In my preface post, I mentioned that our problem with memory is twofold: First, we tend to forget things we’re supposed to remember. Second, is that we often tend to remember things which we’re supposed to forget. An acute memory is a double-edged sword in the sense that very often our minds will latch onto old hurts and failures which are better left forgotten.
The bible has much to say on the subject of forgetfulness. Admittedly it’s not as popular of a subject as remembrance (there are only 64 instances of the word “forget”), nevertheless, it’s a skill that we’re still commanded to practice.
16 This is what the Lord says--
he who made a way through the sea,
a path through the mighty waters,
17 who drew out the chariots and horses,
the army and reinforcements together,
and they lay there, never to rise again,
extinguished, snuffed out like a wick:
18 “Forget the former things;
do not dwell on the past.
19 See, I am doing a new thing!
Now it springs up; do you not perceive it?
I am making a way in the wilderness
and streams in the wasteland.
20 The wild animals honor me,
the jackals and the owls,
because I provide water in the wilderness
and streams in the wasteland,
to give drink to my people, my chosen,
21 the people I formed for myself
that they may proclaim my praise.
Your past does not define your future. Before you can embrace the new work God is doing, you first have to acknowledge that the past is over. One great way to start a new chapter in your life is to get baptized. Many of us have undergone this ritual before as a public declaration of faith, however some of us (myself sadly among them) have made may unfortunate decisions and had several personal setbacks since then. I would challenge you that, if you can’t clearly recall the day of your baptism, you should consider going under the water again. Getting re-baptized is not a magical act, and doing so will not make you “more righteous” that you were before it happened. What baptism really is is a way of driving a stake in the ground, and leaving a line in the sand. It gives you a moment you can always look back to and remember that you’re now a new creation in Christ, and everything that took place before then has been crucified with Christ.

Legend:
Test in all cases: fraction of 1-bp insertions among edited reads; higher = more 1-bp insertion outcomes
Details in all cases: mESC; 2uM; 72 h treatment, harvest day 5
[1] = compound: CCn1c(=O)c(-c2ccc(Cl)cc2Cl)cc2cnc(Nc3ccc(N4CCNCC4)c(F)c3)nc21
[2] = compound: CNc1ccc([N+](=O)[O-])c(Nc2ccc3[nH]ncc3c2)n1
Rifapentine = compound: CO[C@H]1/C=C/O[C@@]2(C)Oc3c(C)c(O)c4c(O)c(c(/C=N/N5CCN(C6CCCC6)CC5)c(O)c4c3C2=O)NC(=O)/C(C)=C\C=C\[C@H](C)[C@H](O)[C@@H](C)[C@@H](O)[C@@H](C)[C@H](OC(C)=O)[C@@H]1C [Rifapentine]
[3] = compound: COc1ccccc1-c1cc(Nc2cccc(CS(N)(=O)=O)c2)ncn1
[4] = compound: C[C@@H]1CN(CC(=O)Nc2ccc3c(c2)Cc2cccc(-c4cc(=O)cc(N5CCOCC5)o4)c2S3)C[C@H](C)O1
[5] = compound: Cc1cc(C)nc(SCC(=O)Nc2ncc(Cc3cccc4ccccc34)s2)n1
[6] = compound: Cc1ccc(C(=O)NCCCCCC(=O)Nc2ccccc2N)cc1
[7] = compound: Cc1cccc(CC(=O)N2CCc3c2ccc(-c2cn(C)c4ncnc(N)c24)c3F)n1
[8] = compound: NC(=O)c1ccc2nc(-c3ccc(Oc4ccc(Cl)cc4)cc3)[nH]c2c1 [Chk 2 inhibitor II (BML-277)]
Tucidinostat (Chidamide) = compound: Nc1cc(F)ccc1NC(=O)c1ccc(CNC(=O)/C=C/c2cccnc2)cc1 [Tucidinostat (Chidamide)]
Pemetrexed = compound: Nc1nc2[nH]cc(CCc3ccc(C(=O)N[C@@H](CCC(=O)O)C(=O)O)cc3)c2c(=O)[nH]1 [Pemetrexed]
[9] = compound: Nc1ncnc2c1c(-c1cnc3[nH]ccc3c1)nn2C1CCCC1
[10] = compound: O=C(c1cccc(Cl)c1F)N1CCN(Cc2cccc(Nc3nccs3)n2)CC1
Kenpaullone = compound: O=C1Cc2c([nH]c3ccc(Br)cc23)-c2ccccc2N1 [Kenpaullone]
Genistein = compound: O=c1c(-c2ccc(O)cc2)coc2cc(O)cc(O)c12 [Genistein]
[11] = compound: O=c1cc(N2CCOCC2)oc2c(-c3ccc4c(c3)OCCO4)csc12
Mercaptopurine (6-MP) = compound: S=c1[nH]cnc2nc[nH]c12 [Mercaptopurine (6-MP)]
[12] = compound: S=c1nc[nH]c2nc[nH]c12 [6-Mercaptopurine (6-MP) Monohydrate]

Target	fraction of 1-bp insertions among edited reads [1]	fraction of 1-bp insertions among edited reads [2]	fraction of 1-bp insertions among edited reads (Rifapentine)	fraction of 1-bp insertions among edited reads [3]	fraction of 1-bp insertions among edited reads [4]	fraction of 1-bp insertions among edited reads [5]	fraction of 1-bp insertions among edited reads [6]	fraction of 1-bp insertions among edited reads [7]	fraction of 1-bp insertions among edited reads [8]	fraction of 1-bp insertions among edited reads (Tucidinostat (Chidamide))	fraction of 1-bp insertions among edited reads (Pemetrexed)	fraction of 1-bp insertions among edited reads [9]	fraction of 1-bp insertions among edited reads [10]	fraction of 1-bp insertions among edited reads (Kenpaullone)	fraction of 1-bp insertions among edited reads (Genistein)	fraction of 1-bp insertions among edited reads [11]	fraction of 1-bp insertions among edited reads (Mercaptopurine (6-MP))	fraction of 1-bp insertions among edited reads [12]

When I first started dating my girlfriend, I would always wake up in the morning and read my devotional, then text her the verse and a short explanation. It was my early attempt at being the spiritual leader of our relationship. Looking back now, I find it quite fortuitous that the very first verse I sent her the morning after we made it “official” was this:
My challenge to you today is this: Forget the Former Things. God plans to do something unprecedented in your life during this year. Are you ready for it? Get ready, both by remembering where you came from, and by forgetting where you’ve fallen. Embrace newness.